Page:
More than 500 volcanoes are known to have erupted on the earth's surface since historic times, and many more have erupted on the ocean floor unobserved by humans. Fifty volcanoes have erupted in the United States, which ranks third, behind Indonesia and Japan, in the number of historically active volcanoes. Of the world's active volcanoes, more than half are found around the perimeter of the Pacific, about a third on midoceanic islands and in an arc along the south of the Indonesian islands, and about a tenth in the Mediterranean area, Africa, and Asia Minor.
Evidence of extraterrestrial volcanic activity also has been found. Space probes have detected the remnants of ancient eruptions on earth's moon, Mars (which has the largest volcano in the solar system, Olympus Mons, 340 mi/550 km across and 15 mi/24 km high), and Mercury; these probably originated billions of years ago, since these bodies are no longer capable of volcanic activity. Triton (a satellite of Neptune), Io (a satellite of Jupiter), and Venus are known to be volcanically active. The volcanic processes that occur in the outer portion of the solar system are very different from those in the inner part. Eruptions on earth, Venus, Mercury, and Mars are of rocky material and are driven by internal heat. Io's eruptions are probably sulfur or sulfur compounds driven by tidal interactions with Jupiter. Triton's eruptions are of very volatile compounds, such as methane or nitrogen, driven by seasonal heating from the sun.
Terrestrial volcanic eruptions may take one or more of five chief forms, or phases, known as Hawaiian, Strombolian, Vulcanian, Peleean, and Plinian. In the Hawaiian phase there is a relatively quiet effusion of basaltic lava unaccompanied by explosions or the ejection of fragments; the eruptions of Mauna Loa on the island of Hawaii are typical. The Strombolian phase derives its name from the volcano Stromboli in the Lipari, or Aeolian, Islands, N of Sicily. It applies to continuous but mild discharges in which viscous lava is emitted in recurring explosions; the ejection of incandescent material produces luminous clouds. A more explosive volcanic eruption is the Vulcanian, where the magma (lava before emission) accumulates in the upper level of the vent but is blocked by a hardened plug of lava that forms between consecutive explosions. When the explosive gases have reached a critical pressure within the volcano, masses of solid and liquid rock erupt into the air and clouds of vapor form over the crater. The Peleean, derived from Mt. Pelée, is more violent, emitting fine ash; hot, gas-charged fragments of lava; and a characteristic superheated pyroclastic flow that travels downhill at great speed. Plinian, or Vesuvian eruptions, derives its name from Pliny the Younger, who described the eruption of Vesuvius in A.D. 79. The Plinian eruption is similar to Strombolian and Vulcanian eruptions with significant ash and pumice and pyroclastic flows, but it also produces a characteristic massive, sustained eruptive column of hot ash that can reach 28 mi (45 km) in height.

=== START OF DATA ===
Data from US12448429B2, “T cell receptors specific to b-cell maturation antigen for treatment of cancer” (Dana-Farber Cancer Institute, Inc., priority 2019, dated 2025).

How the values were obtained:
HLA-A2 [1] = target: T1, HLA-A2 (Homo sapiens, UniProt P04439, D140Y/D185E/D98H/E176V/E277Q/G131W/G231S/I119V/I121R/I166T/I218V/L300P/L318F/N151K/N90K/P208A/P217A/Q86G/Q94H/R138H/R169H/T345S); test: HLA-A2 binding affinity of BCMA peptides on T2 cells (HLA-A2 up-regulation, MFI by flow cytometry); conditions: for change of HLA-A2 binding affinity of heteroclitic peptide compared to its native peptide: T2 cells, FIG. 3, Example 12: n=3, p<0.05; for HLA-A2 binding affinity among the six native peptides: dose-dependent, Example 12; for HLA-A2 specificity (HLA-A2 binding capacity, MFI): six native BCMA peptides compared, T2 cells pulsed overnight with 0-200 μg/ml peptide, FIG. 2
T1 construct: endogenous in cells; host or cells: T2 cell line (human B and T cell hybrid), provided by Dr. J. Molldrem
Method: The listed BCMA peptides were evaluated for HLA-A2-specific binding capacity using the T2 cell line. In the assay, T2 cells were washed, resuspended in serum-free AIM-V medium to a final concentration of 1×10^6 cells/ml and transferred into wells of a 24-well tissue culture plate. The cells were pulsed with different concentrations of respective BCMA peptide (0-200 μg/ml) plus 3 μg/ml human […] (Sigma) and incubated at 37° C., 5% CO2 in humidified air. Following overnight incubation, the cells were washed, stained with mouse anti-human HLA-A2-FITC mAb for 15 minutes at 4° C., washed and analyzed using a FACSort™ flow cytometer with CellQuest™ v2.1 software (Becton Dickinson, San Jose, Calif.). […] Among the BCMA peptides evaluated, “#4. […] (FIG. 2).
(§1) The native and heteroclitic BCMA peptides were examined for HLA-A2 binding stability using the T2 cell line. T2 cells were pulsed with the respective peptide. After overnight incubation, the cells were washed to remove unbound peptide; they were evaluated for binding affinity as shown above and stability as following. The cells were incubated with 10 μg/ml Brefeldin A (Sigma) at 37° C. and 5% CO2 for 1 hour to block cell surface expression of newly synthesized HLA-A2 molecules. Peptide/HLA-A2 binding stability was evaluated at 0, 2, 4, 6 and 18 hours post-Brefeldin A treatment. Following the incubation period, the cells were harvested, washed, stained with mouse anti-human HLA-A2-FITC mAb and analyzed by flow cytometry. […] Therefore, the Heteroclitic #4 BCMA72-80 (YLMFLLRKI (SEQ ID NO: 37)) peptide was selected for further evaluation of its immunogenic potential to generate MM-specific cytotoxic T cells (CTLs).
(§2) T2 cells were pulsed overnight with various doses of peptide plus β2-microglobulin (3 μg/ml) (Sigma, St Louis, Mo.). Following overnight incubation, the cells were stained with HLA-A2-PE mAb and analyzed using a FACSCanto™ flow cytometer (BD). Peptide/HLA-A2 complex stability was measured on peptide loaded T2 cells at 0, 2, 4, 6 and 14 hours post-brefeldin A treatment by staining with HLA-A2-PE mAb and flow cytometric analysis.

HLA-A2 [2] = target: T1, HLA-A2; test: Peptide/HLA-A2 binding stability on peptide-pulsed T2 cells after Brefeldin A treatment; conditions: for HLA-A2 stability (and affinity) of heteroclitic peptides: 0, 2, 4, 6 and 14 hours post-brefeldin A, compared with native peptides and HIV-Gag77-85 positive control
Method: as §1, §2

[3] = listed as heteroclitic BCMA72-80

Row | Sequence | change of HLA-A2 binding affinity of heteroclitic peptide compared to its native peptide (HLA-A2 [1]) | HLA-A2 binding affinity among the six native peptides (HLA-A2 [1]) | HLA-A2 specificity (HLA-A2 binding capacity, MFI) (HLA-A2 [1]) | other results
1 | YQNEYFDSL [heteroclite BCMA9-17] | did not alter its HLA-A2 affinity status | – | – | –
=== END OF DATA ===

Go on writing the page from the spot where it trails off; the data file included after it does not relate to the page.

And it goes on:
Eruptions are often accompanied by torrential rains caused by the condensation of steam. The erupted fragments vary in size, including minute particles of volcanic dust and ash, lapilli (cinders or pellets), bombs (rounded or ellipsoidal masses of hardened magma), and huge masses called blocks. Minute dust and ash and aerosols carried high into the earth's atmosphere can have a cooling effect on the climate, and significant amounts of chlorine and bromine gases ejected in large eruptions can reach the stratosphere and deplete the ozone layer. The dust and ash can also be a hazard to air travel. The 1783 eruption of Laki, S Iceland, had devastating effects on local livestock and, as result, the populace; the resulting sulfur dioxide haze that spread over parts of Europe is believed to have negatively affected the health of the inhabitants.
The Columbia Electronic Encyclopedia, 6th ed. Copyright © 2012, Columbia University Press. All rights reserved.